On Dec. 10, 2018, the Supreme Court of the United States granted review in Kisor v. Wilkie, specifically agreeing to consider the issue of whether to overrule Auer v. Robbins, 519 U.S. 452 (1997) and Bowles v. Seminole Rock & Sand Co., 325 U.S. 410 (1945). Those are the two main Supreme Court cases directing courts to give binding deference to a federal agency’s interpretation of its own regulations – generally called Auer deference or Seminole Rock deference.
The Auer/Seminole Rock deference doctrine has been followed by courts in giving power to agencies to interpret their own regulations for more than seven decades since Seminole Rock (1945). The Auer/Seminole Rock deference gives agencies the highest level of deference by giving their interpretation “controlling weight unless it is plainly erroneous or inconsistent with the regulation.”
For this reason, perhaps the Auer deference has been one of the most controversial topics in the area of administrative law. Defenders of Auer deference argue that agencies have the expertise in their fields and therefore are in the best position to interpret their own regulations. However, the Auer deference has been criticized by various legal scholars, conservatives, business groups, and judges, including the late Justice Antonin Scalia, who actually authored the Auer opinion and then later became one of the fiercest critics, questioning the Auer deference doctrine’s place in administrative law.
In his dissent in Decker v. Northwest Environmental Defense Center (NEDC), 133 S. Ct. 1326 (2013), Justice Scalia attacked Auer because it effectively places “the power to write a law and the power to interpret it in the same hands” and thus violates the Constitution’s separation of powers. Justice Scalia also expressed concern that the Auer deference incentivizes agencies to promulgate ambiguous regulations. He pointed out that “the power to prescribe is augmented by the power to interpret; and the incentive is to speak vaguely and broadly, so as to retain a ‘flexibility’ that will enable ‘clarification’ with retroactive effect.”
The pending U.S. Supreme Court case, Kisor vs. Wilkie, brings the exact same question before the Court – the interpretation of its own regulations by a federal executive agency, in this case, the U.S. Department of Veterans Affairs. In Kisor, a Vietnam veteran who had developed post-traumatic stress disorder (PTSD) from his service submitted a claim for disability benefits in 1982. Initially, the agency rejected the claim, disputing his PTSD diagnosis. The case was reopened in 2006 with additional documentation, and this time the Board of Veterans’ Appeals granted benefits but starting from 2006, rather than 1982.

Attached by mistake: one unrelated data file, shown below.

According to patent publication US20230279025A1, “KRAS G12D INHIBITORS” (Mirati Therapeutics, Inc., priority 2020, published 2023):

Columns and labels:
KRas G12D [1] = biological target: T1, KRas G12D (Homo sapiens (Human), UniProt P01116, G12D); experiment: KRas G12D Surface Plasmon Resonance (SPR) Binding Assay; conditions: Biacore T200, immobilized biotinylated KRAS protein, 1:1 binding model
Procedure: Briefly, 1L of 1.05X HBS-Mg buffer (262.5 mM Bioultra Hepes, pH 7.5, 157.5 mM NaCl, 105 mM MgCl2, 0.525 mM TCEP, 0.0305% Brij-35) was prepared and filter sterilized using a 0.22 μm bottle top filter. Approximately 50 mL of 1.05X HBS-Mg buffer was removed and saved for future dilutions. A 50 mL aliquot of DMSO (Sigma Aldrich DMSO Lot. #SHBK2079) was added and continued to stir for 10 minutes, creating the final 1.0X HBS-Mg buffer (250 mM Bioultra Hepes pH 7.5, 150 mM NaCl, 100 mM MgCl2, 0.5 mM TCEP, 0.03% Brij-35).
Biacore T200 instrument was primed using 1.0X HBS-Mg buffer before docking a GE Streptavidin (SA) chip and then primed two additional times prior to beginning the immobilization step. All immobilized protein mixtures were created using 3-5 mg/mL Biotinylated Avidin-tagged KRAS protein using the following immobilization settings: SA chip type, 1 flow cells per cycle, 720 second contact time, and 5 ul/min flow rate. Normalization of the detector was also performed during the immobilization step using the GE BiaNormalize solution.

The meaning of the term “relevant” in the applicable regulation (38 C.F.R.§ 3.156(c)(1)) became the key issue in this case because, according to the agency’s interpretation, the additional documents submitted in 2006 were not “relevant” to the original claim in 1982. On appeal, despite acknowledging the ambiguity of the regulation, the U.S. Court of Appeals for the Federal Circuit deferred to the VA’s interpretation, applying the Auer deference, and affirmed the agency’s decision.
The Supreme Court’s decision in this case – if it indeed overrules Auer and Seminole Rock – can lead to significant changes in the landscape of administrative law. Inevitably, it will affect every case regarding regulatory actions where the meaning of a certain agency’s regulations is at issue. Further, it can have an impact on the torts cases where federal agencies – such as the Food and Drug Administration (FDA) for pharmaceutical drug and medical device cases, and the Environmental Protection Agency (EPA) for toxic torts cases – and their related regulations play a significant role in finding liabilities.
Some could see the Kisor endeavor as another step toward deregulation in a broader meaning as it essentially affects agencies’ power to enforce the rules as they are drafted and interpreted. Others may foresee some significant damages toward special interest groups or companies that have been trying to influence and pressure agencies to interpret regulations the way that would favor them. If the Supreme Court overrules Auer and thus agencies have taken away their existing judicial deference, the regulated agencies and companies will have to put more time and money much earlier in the regulation-drafting process than later to promulgate the rules in a way to have more details and clarity to avoid any subsequent unwanted interpretations by courts.
According to the recently issued argument calendar, the Supreme Court will hear this case on March 27 and will decide whether to preserve the Auer deference. In the aforementioned Decker case, Chief Justice Roberts and Justice Alito, concurring in part with Justice Scalia, also expressed their willingness to reconsider the Auer doctrine. Other conservative Justices such as Justice Thomas and Justice Gorsuch have also expressed their concerns about the Auer deference in their earlier cases.
With the recent appointment of Justice Kavanaugh to the Supreme Court, who has already shown his skepticism on the Auer deference and is known as more conservative than Justice Gorsuch, it will be interesting to see how the future of the Auer deference will turn. If you need more information, contact Soo Seok Yang, a lawyer in our Mass Torts Section, at 800-898-2034.
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Competitive Enterprise Institute
Yale Law & Policy Review
Lewis & Clark Environmental Law Review
The Regulatory Review
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